“We all decided whatever their motive was, we weren’t going to let them win,” Nguyen said.

    Nguyen said he believes the incident was a hate crime, given the language used in the graffiti, and he urged police to investigate it as such.

    By the time his first customer arrived to pick up her food, Nguyen, bucket and sponge in hand, was just beginning to scrub the graffiti on the patio tables. “She said, ‘If you have another sponge I’d love to help,’ ” Nguyen recalled.

    About a dozen other strangers who had heard the news later showed up with cleaning supplies and paint remover. By the end of the day, the storefront was clean again.

    “Something like that, it’s very touching and very moving because my day started off with a lot of anger, hostility and I was hurt by this,” Nguyen told The Post. “And to see the support and the love of the community, it kind of helps you heal a little. San Antonians and Texans will not tolerate this.”

    Updated March 10, 2021
    More on anti-Asian hate crimes:
    Trends: Targeting Asians | Victim voices | Online racism | Elderly Asians | Underreporting | Declining businesses | Asian students missing from classrooms | Negative views on the rise

    Andrea Salcedo
    Andrea Salcedo is a reporter on The Washington Post's Morning Mix team. Before joining The Post in 2020, she covered breaking news and features for the New York Times metro desk. Follow
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  2. #302
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    featherweight title defense postponed due to covid

    Mixed Martial Arts: Volkanovski tests positive for COVID-19, UFC title defence postponed

    Sat, March 20, 2021, 11:33 PM·1 min read

    FILE PHOTO: MMA: UFC Fight Island-UFC 251


    (Reuters) - Alexander Volkanovski's featherweight title defence against Brian Ortega at UFC 260 has been postponed after the Australian said on Sunday he tested positive for COVID-19.

    Volkanovski's fight with Ortega, originally scheduled to be the co-main event on March 27 in Las Vegas, will be rescheduled due to COVID-19 protocols. The UFC is yet to announce a new date for the bout.

    Volkanovski, 32, said he tested negative before leaving Australia and before entering the UFC bubble but returned a positive result in the latest round of testing.

    "So devastated to share that I've tested positive for COVID-19 and my fight is off and will be rescheduled," he tweeted https://twitter.com/alexvolkanovski/...68080592986119.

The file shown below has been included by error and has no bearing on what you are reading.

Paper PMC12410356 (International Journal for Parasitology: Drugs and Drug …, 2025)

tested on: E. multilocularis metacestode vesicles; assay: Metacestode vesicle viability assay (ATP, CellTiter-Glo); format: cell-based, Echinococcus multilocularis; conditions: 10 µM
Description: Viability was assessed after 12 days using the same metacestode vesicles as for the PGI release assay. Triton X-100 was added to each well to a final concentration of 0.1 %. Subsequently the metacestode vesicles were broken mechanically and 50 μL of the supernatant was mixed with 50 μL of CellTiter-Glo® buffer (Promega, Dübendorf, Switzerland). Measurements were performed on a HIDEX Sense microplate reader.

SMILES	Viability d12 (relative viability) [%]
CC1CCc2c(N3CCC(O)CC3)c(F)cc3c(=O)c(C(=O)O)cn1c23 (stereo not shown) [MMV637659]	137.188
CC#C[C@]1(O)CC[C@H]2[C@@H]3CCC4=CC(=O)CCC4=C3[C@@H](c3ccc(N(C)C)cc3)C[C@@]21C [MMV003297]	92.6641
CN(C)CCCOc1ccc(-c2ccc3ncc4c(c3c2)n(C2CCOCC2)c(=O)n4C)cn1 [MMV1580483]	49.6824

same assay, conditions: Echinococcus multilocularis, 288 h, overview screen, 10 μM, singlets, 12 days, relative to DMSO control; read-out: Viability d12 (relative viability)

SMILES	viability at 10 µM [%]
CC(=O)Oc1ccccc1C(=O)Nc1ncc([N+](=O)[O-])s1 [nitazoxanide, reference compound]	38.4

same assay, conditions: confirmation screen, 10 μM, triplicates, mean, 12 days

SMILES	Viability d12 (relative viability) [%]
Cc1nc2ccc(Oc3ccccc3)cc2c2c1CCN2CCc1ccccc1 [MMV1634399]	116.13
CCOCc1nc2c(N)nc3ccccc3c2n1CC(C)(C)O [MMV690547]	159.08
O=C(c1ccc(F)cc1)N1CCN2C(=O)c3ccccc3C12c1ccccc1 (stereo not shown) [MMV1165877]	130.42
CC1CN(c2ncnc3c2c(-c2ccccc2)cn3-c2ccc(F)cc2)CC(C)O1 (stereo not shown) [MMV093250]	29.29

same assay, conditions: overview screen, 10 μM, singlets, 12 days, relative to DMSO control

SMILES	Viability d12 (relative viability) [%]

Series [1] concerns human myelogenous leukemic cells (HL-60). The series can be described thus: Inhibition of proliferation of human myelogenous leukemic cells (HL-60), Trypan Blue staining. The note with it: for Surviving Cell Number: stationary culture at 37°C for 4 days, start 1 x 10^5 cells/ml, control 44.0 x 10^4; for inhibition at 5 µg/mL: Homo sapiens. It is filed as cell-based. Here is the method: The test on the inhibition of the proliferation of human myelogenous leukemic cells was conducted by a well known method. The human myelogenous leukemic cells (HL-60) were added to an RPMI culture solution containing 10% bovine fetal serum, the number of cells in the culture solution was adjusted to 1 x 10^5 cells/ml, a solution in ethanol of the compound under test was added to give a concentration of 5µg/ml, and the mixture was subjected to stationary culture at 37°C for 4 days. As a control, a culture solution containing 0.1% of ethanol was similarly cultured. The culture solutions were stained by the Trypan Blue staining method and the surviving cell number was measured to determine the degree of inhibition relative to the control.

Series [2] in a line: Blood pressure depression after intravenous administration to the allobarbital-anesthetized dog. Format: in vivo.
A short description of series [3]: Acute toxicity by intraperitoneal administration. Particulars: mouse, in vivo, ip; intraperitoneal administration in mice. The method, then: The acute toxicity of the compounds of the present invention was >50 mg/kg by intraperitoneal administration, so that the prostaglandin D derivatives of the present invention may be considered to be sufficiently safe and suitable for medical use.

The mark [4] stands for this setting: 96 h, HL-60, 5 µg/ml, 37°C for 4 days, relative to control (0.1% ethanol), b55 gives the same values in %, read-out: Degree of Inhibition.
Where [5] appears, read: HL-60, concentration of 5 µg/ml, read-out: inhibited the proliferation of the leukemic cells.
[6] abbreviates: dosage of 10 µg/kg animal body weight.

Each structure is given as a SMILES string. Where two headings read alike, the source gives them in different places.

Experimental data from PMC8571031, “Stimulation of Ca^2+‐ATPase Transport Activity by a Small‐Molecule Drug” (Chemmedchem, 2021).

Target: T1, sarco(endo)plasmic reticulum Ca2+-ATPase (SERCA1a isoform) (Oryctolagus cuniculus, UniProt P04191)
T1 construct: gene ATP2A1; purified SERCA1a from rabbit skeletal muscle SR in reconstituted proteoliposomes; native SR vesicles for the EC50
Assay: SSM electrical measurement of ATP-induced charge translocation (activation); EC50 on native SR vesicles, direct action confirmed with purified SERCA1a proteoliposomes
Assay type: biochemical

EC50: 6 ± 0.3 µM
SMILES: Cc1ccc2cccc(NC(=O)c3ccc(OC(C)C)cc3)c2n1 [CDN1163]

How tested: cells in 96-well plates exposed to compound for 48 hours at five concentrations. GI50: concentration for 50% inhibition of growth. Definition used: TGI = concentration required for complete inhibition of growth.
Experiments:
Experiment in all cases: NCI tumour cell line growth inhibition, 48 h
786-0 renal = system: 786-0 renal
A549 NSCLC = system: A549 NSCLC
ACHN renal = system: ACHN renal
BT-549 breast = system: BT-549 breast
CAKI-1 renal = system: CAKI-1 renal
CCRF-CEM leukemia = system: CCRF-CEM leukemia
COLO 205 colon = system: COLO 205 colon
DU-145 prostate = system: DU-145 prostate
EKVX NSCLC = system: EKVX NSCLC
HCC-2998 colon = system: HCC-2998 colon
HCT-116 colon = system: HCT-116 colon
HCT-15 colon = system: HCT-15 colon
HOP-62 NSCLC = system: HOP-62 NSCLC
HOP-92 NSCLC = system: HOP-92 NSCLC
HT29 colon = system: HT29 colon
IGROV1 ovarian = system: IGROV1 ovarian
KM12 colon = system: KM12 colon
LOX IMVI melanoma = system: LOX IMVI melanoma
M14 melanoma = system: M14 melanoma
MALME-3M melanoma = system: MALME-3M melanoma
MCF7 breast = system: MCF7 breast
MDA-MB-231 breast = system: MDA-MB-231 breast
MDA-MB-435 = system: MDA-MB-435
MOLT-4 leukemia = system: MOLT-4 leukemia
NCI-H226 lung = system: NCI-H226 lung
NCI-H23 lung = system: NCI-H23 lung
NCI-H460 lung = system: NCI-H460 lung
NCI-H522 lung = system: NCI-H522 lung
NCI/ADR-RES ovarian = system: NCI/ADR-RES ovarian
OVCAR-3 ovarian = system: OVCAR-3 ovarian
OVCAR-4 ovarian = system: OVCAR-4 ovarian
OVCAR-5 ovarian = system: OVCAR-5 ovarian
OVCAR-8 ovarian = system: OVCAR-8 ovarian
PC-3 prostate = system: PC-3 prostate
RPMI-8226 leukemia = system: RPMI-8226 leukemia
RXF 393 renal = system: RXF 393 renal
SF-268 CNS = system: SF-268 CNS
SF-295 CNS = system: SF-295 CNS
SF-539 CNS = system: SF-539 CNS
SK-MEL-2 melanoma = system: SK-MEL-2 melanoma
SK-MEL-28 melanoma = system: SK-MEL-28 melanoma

"We have worked so hard getting ready for this fight and I'm absolutely gutted this has happened. We followed every policy and process to remain COVID free but it wasn't meant to be this time."

    Volkanovski (22-1) has been the featherweight champion since he defeated Max Holloway at UFC 245 in December 2019. He also beat the Hawaiian in a rematch at UFC 251 in July 2020.

    (Reporting by Manasi Pathak in Bengaluru; Editing by Kim Coghill)
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  3. #303
    Quote Originally Posted by GeneChing View Post
    I'm on a lot of Asian news feeds and am getting inundated with news related to this.



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    I am sick of wearing a useless mask!

  4. #304
    Quote Originally Posted by highlypotion View Post
    I am sick of wearing a useless mask!
    Don't let your vaccine give you false self confidence, or you will be one of these:

    Urban Dictionary Word of the Day
    vaxhole
    One who has been fully vaccinated for the COVID-19 virus and brags about it.
    Two weeks after the second shot and that vaxhole is posting selfies from a Cancun bar.

  5. #305
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    North Korea is out

    Tokyo Olympic Games 2020
    North Korea pulls out of Tokyo Olympics, citing coronavirus fears
    With the Games just months away, the regime’s sports ministry says it wants to protect athletes from the ‘global health crisis’


    North Korea will not attend the forthcoming Olympic Games in Tokyo, Pyongyang’s sports ministry said on Tuesday, citing the risks of coronavirus infection. Photograph: Ed Jones/AFP/Getty Images
    Helen Sullivan and agencies
    @helenrsullivan
    Tue 6 Apr 2021 03.12 EDT

    North Korea’s sports ministry said on Tuesday that it will not participate in the Tokyo Olympics this year to protect its athletes amid the coronavirus pandemic.

    The decision was made at a meeting of North Korea’s Olympic committee, including its sports minister Kim Il guk, on 25 March the ministry said on its website, called Joson Sports. “The committee decided not to join the 32nd Olympics Games to protect athletes from the global health crisis caused by the coronavirus,” it said.

    The meeting also discussed ways to develop professional sports technologies, earn medals at international competitions and promote public sports activities over the next five years, the ministry said.